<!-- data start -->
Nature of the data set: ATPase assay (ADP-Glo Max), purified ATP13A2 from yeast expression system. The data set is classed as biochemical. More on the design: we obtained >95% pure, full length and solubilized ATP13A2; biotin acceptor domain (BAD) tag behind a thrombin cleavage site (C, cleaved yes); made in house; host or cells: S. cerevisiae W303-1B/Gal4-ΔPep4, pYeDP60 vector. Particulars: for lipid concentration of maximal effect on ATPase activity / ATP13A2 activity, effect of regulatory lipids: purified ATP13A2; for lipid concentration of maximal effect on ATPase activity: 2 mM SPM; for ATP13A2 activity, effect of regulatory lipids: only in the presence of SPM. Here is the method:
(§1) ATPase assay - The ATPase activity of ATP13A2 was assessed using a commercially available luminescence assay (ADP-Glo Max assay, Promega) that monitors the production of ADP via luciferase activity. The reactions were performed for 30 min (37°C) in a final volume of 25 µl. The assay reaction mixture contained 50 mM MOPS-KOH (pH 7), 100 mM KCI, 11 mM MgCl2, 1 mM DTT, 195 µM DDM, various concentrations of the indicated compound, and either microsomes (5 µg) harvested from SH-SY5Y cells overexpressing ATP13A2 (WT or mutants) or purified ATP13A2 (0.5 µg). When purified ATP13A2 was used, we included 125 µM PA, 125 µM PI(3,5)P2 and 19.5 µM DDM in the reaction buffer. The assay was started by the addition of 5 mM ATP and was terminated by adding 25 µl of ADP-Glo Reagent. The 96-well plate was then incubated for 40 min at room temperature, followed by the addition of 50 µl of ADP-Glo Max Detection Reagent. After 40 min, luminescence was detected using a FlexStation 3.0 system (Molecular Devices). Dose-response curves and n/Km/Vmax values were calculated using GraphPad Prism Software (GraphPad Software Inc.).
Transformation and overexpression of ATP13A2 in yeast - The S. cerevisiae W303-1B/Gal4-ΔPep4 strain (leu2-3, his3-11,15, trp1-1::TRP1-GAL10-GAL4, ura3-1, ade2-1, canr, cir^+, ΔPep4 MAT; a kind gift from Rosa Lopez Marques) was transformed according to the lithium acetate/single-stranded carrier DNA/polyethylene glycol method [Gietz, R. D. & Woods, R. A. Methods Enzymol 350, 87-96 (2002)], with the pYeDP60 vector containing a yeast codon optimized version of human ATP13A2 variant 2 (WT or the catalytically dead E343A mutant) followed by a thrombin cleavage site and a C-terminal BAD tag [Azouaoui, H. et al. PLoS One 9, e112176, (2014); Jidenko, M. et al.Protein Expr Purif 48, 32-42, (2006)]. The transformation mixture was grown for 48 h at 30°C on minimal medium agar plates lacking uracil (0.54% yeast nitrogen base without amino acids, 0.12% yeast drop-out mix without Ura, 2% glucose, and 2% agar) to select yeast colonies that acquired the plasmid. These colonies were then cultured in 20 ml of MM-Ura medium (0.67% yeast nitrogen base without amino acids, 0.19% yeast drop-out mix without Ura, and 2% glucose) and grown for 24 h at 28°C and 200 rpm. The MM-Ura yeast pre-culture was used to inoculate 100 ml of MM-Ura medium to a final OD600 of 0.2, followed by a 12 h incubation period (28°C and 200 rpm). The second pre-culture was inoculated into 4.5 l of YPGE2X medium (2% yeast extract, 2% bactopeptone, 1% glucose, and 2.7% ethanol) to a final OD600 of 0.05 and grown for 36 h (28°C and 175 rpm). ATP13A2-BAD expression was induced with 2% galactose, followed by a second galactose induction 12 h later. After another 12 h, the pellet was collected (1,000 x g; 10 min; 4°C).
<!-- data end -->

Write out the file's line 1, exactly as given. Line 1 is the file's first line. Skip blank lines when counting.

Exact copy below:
Nature of the data set: ATPase assay (ADP-Glo Max), purified ATP13A2 from yeast expression system. The data set is classed as biochemical. More on the design: we obtained >95% pure, full length and solubilized ATP13A2; biotin acceptor domain (BAD) tag behind a thrombin cleavage site (C, cleaved yes); made in house; host or cells: S. cerevisiae W303-1B/Gal4-ΔPep4, pYeDP60 vector. Particulars: for lipid concentration of maximal effect on ATPase activity / ATP13A2 activity, effect of regulatory lipids: purified ATP13A2; for lipid concentration of maximal effect on ATPase activity: 2 mM SPM; for ATP13A2 activity, effect of regulatory lipids: only in the presence of SPM. Here is the method: